By On the occasion of our 20th anniversary
By Gustavo Arellano
By R. Scott Moxley
By Alfonso Delgado
By Courtney Hamilton
By Joel Beers
By Peter Maguire
By Charles Lam
A few weeks ago, at the Orange County Museum of Art, I was so taken with pop darlings The 88, I swore off swearing off musicians. "You know," I thought to myself, "I should start dating musicians again!" because (a) my life of late has been far too contented and peaceful and sweet, and (b) whatever doesn't kill you makes you stronger, unless you're talking about polio, which doesn't make you stronger at all. Or if you're talking about breaking your neck, which makes you quadriplegic. Or, come to think of it, if you're dating musicians. That just makes you crazy.
So it was a good plan, groupiedom—and by a "good" plan, I mean a plan, and by "plan" I mean a vague intention—especially on a Saturday night facing Dave Alvin's Guilty Men, all of whom, like Romeo, were in black jeans (I just want to know: are black jeans back?) and one of whom, silver-fox bassist Greg Boaz, is my new boyfriend. And by "boyfriend" I mean a boyfriend, and by "my" I mean someone else's.
Baby, be my Kryptonite!
* * *
Here's the back story: Safari Sam's Sam Lanni has re-hooked up with legendary booker Steve Zepeda and ChadForrello, who used to be in the National People's Gang and tells great tour stories that involve out-of-gas RVs and fuzz with drawn guns. Between the three of them, there's a new Safari Sam's in Hollywood. I never actually went to the legendary Safari Sam's in Huntington Beach because, really, I'm not that old.
I am not!
Still, I didn't know how old I wasn't until my sweetling Theo Douglas and I trekked up to Hollywood to the new Safari Sam's for Dave Alvin's record release party and saw what old looks like now. When I say Dave Alvin's audience was old, I don't mean old like Steve Lowery or the other Methuselahs wheeling around Weekly HQ. I mean actual old, like Exene, had she been there, or Texacala Jones, of Tex and theHorseheads fame, whom I once called "a tiny, shriveled, senior citizen lady" and who doubtless someday will kick my snot-nose ass but good.
I love the smell of old people in the morning.
* * *
If you're ever looking for a good time, take Theo Douglas on a date. (Be sure and clear it with his wife first.) Oh, what a time we had, because I'd been a seething-at-strangers bitch for a good week (Uranus is in retrograde), and I'd finally got some pre-show Stoli in my system and had chilled the fuck out. We laughed at the sketchy Sunset Boulevard neighborhood behind Sam's, where we were thrilled not to find a parking space. We remembered back and laughed at Zepeda's old boss, the guy who inherited Long Beach's late, lamented Foothill, a pristine and beauteous dance hall where Johnny Cash and Patsy Cline had played, and then sold it to a club en espaŮol, which then sold it for Foothill Ranch-style town homes. (Because who wouldn't want a fancy town home on the crackiest stretch of Cherry?) Dave Alvin got me drunk there once on Grand Marnier, and if you've never drunk five Grand Marniers in a row, then you're a smarter man than I.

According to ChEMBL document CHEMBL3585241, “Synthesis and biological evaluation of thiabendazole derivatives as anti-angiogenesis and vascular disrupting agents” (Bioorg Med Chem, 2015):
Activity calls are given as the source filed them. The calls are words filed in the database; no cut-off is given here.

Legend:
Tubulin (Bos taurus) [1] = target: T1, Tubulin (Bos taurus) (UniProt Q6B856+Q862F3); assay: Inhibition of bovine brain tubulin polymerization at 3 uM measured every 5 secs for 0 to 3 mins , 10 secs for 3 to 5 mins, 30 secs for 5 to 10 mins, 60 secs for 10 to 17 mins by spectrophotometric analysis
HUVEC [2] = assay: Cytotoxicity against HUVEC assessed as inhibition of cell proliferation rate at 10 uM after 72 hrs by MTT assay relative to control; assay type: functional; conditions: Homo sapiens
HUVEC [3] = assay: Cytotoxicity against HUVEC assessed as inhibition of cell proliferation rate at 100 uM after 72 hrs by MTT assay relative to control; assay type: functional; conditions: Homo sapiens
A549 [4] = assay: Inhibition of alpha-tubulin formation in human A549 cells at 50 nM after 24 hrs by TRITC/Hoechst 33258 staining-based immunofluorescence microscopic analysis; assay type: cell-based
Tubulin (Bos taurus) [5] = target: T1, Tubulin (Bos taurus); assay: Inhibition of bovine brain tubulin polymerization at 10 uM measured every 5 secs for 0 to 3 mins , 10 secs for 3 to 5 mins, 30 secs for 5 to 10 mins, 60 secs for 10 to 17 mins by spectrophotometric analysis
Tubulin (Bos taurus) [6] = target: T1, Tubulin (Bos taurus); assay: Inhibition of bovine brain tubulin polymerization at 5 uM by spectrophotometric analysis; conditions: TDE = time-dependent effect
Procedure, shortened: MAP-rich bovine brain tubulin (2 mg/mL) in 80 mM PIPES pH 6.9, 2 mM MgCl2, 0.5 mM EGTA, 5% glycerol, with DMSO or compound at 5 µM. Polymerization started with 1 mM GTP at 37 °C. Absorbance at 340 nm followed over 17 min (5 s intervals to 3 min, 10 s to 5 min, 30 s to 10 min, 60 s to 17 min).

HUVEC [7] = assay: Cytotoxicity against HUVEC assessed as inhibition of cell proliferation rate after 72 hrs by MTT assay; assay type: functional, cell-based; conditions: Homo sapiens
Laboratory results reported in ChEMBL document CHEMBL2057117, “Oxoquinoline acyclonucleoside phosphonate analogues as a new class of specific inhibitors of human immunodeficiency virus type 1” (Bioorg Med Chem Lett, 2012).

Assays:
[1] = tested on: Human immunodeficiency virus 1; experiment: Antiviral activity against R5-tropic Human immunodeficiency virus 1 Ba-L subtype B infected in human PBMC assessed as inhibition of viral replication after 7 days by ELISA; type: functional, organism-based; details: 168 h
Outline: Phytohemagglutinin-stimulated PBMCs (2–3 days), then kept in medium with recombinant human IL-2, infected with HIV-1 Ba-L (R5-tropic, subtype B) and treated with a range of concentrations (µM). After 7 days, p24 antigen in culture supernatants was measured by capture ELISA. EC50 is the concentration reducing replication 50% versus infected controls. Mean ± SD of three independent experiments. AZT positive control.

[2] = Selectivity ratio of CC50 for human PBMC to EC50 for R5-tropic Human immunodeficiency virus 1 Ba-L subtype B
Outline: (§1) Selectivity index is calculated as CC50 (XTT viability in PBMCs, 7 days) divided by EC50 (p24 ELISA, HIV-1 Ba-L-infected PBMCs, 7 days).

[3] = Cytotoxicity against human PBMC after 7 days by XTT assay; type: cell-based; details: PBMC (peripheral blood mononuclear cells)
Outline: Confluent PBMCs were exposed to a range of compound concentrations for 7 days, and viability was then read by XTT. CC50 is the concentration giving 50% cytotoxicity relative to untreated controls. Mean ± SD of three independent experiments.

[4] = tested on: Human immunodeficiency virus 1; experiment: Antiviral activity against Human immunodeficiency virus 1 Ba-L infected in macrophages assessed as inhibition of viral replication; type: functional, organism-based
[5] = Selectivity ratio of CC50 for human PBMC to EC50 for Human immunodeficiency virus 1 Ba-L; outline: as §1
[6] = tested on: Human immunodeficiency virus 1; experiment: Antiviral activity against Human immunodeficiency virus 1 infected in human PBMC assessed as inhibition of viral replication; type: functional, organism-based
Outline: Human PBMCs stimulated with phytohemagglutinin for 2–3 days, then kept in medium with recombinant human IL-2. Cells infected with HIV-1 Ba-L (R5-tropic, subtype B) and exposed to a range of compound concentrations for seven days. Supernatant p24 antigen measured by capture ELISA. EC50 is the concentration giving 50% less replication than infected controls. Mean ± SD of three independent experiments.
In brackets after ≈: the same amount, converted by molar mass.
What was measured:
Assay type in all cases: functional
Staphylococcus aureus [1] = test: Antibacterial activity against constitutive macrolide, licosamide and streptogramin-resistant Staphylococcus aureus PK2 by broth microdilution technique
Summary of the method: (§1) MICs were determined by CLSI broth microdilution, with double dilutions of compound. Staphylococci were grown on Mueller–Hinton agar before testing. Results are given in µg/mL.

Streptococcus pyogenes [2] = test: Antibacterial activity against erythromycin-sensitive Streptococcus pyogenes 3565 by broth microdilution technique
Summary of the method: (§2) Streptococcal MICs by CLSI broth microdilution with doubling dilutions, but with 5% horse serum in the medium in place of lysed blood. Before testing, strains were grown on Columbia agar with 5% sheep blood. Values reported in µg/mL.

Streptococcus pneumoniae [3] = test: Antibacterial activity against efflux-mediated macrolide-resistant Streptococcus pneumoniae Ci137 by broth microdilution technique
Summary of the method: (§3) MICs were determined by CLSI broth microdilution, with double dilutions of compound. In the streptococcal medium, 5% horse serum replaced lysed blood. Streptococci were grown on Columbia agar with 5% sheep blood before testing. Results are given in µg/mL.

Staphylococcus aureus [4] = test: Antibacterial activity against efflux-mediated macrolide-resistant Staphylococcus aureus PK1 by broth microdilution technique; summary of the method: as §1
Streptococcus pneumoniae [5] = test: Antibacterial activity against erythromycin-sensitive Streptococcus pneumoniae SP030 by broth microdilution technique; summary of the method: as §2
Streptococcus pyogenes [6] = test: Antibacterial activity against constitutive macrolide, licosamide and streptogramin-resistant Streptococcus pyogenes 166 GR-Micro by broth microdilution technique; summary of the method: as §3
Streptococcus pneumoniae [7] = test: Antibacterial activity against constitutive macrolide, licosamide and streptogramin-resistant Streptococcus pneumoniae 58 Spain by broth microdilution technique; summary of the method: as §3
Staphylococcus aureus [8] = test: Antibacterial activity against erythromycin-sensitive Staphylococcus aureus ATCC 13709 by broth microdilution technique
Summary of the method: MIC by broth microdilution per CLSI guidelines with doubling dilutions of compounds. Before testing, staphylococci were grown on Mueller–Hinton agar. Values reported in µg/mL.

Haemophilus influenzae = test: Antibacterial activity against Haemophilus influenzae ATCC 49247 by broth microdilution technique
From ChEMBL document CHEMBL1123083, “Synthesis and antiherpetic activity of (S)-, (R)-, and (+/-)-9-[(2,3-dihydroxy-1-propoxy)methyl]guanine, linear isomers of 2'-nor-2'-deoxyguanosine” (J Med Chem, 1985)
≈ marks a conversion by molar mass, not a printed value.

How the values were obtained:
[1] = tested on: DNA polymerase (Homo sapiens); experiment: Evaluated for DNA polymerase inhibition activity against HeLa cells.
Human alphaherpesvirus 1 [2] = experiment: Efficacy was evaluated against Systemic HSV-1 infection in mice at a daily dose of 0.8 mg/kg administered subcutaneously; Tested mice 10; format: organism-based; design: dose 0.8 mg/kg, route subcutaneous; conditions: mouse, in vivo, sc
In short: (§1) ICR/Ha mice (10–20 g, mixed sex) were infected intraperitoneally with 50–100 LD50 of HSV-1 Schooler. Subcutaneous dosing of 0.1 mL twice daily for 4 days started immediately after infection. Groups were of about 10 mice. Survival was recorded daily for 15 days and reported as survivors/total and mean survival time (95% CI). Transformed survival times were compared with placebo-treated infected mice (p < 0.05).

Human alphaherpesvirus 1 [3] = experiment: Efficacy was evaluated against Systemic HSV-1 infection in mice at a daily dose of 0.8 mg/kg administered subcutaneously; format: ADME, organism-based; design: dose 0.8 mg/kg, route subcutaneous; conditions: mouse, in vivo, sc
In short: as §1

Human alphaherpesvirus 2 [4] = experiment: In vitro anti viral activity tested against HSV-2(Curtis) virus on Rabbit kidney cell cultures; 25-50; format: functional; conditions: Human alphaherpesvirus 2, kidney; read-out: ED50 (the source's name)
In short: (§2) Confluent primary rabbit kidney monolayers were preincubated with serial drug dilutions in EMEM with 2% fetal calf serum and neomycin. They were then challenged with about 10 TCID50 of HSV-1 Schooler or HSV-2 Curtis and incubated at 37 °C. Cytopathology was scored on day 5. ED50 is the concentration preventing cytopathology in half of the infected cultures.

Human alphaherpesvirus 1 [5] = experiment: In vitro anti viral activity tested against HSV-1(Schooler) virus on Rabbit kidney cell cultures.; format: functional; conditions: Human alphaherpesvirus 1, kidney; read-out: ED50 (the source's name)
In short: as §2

So we laughed at everyone, and Theo bought the beers—he sneered when I was going to order a Bud, so we got delicious Stella Artoises instead—and then he scrammed real quick-like when I told him to. Also, when it was time to get backstage and say hi to Dave Alvin, I said to Theo, "See that big guy? Your job is to get us past him," and like the old "When you say 'jump,' we say, 'how high?'" commercials, he replied only with a can-do, "Which one?" It may not have worked, but it was nice to see some trying!
* * *
The crowd was delicious: one of the few under-40s present was wearing a West Coast Choppers long-sleeved Tee with Dockers, which made Theo wish his fancy Belgian brew was done drunk up so he could crack bro upside the head with it, and then I cackled, "Bet you wish you'd let me get a Budweiser now!" because then it wouldn't matter if the bottle was empty or not, and Theo realized sadly that I was right.
At the front danced a man in a tank top, with shoulders like the softest cashmere, and he was jam dancing intensely like Dave Alvin was playing a Grateful Dead show instead of what was clearly a Mark Knopfler show—except for "Abilene," which was clearly John Cougar Mellencamp's "Pink Houses" by way of Chris Gaffney's song about your loser brother in Fontana with a kitchen for his farm (and Dave Alvin even stole the part about Fontana)—while I threatened to break out my air guitar and Theo looked all bored and snotty and air-wanked. Then Theo explained to me that Dave Alvin's new album seems to be blues-based, and I asked him, "Oh, Mark Knopfler plays blues?" but then it did start to sound a little like Stevie Ray Vaughn, and Steve Vai, henceforth known as Stevie Ray Vai because that is hilarious. We were having a great time—I love Mark Knopfler!—and then we realized that the hairy-shouldered man had no shoes on, which just made it even greater, and I asked some random photographer there to take a picture of the man's feet and the photographer said, "That's Billy Shire. He owns La Luz de Jesus," and then avoided me when I tried to get his attention again, like actually stepped back so I couldn't touch his shoulder, just like that one time when I didn't meet Liev Schreiber, because how dare I make fun of Billy Shire? But I dare like this: great gallery, nice guy, but he was wearing no shoes at a rock show! This is not a Yanni concert! Billy, someone is going to step on your feet!